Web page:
March 25, 2024 at 9:34 am

New Lithium-Ion Battery Performs At -140F And Can Charge In Just 10 Minutes

by Trisha Leigh

Source: Shutterstock

Many of the electronics we use on a regular basis are powered by lithium batteries. There are a few reasons they’re superior to the previous type: they charge faster, last longer, and have a higher power density and longer battery life.

There are places we haven’t been able to upgrade, though, because of their current sensitivity to heat and cold.

This new battery could give us the chance to use them in extremely cold environments, like on aircraft.

Currently, lithium batteries charge more slowly and store less energy at lower temperatures. This is a reason people who live in colder climates avoid the idea of electric vehicles, even though plenty of people in Norway have made the switch without incident.

Source: Shutterstock

That said, the altitudes that most commercial aircraft cruise at necessitates a power source that can withstand pretty cold temperatures.

Professor Xiulin Fan, along with his team at Zhejiang University, say they made an electrolyte using “small-sized solvents with low solvation energy,” which should solve the main issue.

Existing electrolytes start to have trouble as temperatures get lower than 77°F. They don’t freeze,  but they carry fewer charges and performance is reduced the lower temperatures drop.

This team found that three small-sized solvents can for Li+ transporting channels that facilitate faster ion movement and one, fluoroacetonitrile, meets all of the other necessary criteria as well.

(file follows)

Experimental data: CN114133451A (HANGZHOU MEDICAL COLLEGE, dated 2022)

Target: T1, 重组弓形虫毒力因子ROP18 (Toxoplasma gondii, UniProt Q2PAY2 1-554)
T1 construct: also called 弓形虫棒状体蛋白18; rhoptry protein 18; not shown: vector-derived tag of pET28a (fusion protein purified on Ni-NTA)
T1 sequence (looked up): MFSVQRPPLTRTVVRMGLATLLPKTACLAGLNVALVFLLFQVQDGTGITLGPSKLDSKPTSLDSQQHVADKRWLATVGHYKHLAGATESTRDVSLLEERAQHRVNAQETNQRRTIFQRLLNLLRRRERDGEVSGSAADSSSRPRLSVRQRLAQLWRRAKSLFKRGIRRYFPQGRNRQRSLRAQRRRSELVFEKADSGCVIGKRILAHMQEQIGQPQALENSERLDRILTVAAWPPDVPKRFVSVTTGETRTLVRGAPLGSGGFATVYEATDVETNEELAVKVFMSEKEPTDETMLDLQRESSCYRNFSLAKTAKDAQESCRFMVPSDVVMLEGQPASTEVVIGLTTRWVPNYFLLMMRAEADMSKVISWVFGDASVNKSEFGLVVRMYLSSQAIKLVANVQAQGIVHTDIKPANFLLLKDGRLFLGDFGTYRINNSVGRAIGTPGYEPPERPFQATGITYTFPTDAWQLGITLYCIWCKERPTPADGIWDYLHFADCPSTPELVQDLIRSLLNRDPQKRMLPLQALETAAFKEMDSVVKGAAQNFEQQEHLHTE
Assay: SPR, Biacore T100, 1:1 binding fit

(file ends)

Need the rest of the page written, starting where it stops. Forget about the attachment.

They’ve dubbed them FAN electrolyte batteries, and they’re showing outstanding ionic conductivity not only at room temperature, but all the way down to -112°Fto -140°F.

They outperform alternatives at temperatures as low as -94°F.

In human speak, the batteries “can be charged in 10 minutes to reach 80 percent of charge capacity” at lower temperatures than ever before.

Source: Shutterstock

They say this achievement is due to the two layers, or sheaths, around the lithium ions that are smaller and more transportable than those in dilute carbonate electrolytes.

Fan’s team believes their tech is “generalizable and can be expanded to other metal-ion battery electrolytes,” which is good news for cold-weather grid operators.

Time will tell whether or not this makes a big impact, but it certainly seems set to do just that.

If you think that’s impressive, check out this story about a “goldmine” of lithium that was found in the U.S. that could completely change the EV battery game.